In the blogs game, it is the editor’s duty to protect the writer; it’s axiomatic that if a blog sucks mondo butt, the greatest fault is that of whoever greenlit and edited it.
This is not simply for reasons of principle or niceness or whatever. Even a big-time jerk editor, if they are good at their job, will try to protect the writer from the shame and embarrassment of a crappy blog, the publication of which is a twofold blight upon the publication: Readers will think of it as a place that publishes crappy blogs, and self-respecting writers will think of it as a place whose editors cannot be trusted. The editor’s sacrosanct duty, that is to say, is to the precious blogs ecosystem; Whatever other good might be done by protecting the writer, it is good for the blog soil.
Book excerpts are an exception to this. The book already exists. It is the finished product of (and a reflection upon the editors in) some whole other publishing process. The blogs editor might abridge portions of it for the sake of length and clarity—for the sake of blog prerogatives, that is—but they cannot tinker more than cursorily with the writing itself. Moreover, the blog’s editor has no control over and is not responsible for whether a book available for excerpting sucks mondo butt, but only for whether a good blog can be gotten out of excerpting it. Again, in the game of blogs, the editor’s sacred duty is to blogsnot to books.
Australian life consultant (?) Amanda Trenfield’s book, about the important and inspiring life-lessons she learned from getting mega-horny for some dude at a conference dinner she attended with her husband, is probably pretty brutal. It is written like this:
Throughout the dinner, I was my usual animated and conversational self. I was, after all, in sales. The group chatted happily, all of us enjoying an excellent degustation of West Australian delicacies cooked with attention and pride.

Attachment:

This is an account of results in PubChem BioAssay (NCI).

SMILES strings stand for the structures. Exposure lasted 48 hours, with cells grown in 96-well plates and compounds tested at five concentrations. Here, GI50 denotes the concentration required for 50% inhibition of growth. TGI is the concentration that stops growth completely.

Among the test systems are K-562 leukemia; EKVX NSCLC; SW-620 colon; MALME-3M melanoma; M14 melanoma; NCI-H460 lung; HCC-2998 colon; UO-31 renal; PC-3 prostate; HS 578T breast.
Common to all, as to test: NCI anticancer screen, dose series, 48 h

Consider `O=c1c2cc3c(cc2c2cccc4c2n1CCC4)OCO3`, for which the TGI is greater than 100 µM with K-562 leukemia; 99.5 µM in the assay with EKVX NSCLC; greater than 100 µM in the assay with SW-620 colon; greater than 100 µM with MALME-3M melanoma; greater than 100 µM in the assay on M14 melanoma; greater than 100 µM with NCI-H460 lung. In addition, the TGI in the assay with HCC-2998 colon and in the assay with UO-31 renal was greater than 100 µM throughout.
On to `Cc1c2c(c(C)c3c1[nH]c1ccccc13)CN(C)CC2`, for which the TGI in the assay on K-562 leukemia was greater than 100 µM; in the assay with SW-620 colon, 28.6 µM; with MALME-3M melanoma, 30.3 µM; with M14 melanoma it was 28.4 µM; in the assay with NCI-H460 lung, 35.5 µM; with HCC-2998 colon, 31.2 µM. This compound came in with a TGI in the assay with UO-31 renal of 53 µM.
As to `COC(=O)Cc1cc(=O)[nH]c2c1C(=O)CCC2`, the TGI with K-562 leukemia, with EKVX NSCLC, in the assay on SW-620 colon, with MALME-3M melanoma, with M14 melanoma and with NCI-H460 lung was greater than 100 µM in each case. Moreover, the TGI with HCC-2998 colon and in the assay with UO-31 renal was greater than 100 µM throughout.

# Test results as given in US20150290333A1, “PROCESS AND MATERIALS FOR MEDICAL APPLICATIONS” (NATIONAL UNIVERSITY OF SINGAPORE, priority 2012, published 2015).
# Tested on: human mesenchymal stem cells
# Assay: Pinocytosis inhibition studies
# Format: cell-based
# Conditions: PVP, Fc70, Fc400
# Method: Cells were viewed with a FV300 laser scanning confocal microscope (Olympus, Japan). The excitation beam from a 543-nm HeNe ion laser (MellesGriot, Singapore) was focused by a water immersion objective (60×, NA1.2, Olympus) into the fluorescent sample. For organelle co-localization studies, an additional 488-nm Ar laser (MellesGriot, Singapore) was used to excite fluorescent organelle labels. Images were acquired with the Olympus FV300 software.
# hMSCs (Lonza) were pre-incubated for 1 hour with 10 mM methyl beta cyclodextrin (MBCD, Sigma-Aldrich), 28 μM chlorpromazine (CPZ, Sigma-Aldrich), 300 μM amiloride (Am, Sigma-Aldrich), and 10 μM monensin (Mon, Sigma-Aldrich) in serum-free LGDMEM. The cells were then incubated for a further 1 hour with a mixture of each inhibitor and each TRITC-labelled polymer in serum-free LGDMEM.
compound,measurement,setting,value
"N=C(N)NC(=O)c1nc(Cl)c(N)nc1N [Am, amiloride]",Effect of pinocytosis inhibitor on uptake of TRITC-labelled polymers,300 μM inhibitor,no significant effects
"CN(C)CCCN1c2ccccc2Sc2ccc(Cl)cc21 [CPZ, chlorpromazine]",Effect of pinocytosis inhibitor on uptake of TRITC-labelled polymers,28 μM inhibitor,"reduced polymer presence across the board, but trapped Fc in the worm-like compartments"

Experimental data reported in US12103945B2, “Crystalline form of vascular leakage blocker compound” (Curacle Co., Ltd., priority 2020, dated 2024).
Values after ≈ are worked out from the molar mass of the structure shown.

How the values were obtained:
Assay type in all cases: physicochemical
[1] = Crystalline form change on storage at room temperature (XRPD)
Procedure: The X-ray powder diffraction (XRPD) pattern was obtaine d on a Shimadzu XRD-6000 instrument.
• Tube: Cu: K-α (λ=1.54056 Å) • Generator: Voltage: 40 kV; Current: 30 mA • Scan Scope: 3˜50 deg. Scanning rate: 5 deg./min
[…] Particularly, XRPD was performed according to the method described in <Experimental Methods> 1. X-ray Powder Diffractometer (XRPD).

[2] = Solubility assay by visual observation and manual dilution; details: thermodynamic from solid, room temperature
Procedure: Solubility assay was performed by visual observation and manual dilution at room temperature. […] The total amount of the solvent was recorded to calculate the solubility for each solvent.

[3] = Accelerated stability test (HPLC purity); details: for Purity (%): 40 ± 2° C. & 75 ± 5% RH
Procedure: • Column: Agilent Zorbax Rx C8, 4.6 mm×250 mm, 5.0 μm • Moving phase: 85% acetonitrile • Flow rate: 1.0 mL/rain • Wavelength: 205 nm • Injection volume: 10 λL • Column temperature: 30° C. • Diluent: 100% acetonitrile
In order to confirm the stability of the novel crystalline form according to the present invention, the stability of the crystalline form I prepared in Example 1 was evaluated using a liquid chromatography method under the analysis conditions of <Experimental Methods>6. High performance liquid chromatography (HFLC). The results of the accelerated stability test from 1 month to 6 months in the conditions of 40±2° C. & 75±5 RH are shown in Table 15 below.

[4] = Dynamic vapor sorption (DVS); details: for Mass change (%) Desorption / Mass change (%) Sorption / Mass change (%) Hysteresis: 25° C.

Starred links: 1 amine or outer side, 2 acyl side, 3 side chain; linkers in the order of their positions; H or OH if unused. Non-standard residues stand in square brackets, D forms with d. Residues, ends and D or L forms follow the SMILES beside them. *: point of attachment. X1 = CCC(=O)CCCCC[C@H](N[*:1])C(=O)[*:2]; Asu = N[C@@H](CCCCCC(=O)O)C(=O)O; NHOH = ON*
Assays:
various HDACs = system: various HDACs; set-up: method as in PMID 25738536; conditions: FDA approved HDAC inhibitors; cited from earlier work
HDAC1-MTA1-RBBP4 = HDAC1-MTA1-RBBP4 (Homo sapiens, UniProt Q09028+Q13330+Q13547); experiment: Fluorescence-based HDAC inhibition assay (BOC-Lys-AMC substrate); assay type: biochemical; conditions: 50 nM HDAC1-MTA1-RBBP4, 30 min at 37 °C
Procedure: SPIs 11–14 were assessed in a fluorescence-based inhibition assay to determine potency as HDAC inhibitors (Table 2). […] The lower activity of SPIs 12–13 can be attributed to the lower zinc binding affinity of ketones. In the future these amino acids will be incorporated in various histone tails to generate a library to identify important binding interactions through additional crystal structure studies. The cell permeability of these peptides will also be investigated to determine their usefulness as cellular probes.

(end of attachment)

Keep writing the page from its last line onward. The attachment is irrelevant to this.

And like this:
Over the course of the evening, my attraction to Jason developed. I soon became aware of his every breath and I unconsciously mirrored his pace. I caught myself, embarrassingly, looking at his chest through his slim-fitted white evening shirt. Yes, he had a fit, toned and attractive body, but it was his chest I was drawn to?
When dessert was served, he offered me a sample of his decadent and oozy chocolate pudding. I declined, but he scooped up a generous spoonful and fed me across the table anyway.
And like this:
The next few days were a complete blur. I couldn’t make any sense of my feelings. I couldn’t escape unrelenting thoughts of Jason. I certainly couldn’t fathom how I’d resume my normal life: a full-time career in financial services, the care of two young children, household chores, social engagements, being a wife. What I did understand was that the successful, comfortable and somewhat predictable life I had spent 20 years building was now of no consequence. I simply didn’t care.
This is psycho shit. An excellent degustation? West Australian delicacies? Simply No longer caring about your family because some beguiling weirdo at a conference wouldn’t take no for an answer when he offered you a scoop of chocolate pudding?
All of the above, and more, came from an excerpt of Trenfield’s book, published a little over a week ago in the Sydney Morning Herald under the headline, “Less than a month after I met my soulmate, I ended my 14-year marriage.” The writing is excruciating, the author self-evidently deranged. This book, I am precisely 1,000-percent sure, is enjoyable only and entirely for reasons sharply different from those intended by its author.
Does that mean that the excerpt is bad? No! The excerpt, remember, is not a book. The excerpt is a blog. And the blog ends like this:
That is incredible, A-plus joke construction. Whoever made this editing decision—to end the excerpt on the revelation that the author blew up her family to be with the pudding-insister, and then to follow that immediately with the title of her book—is a genius. A titan of the blogs game.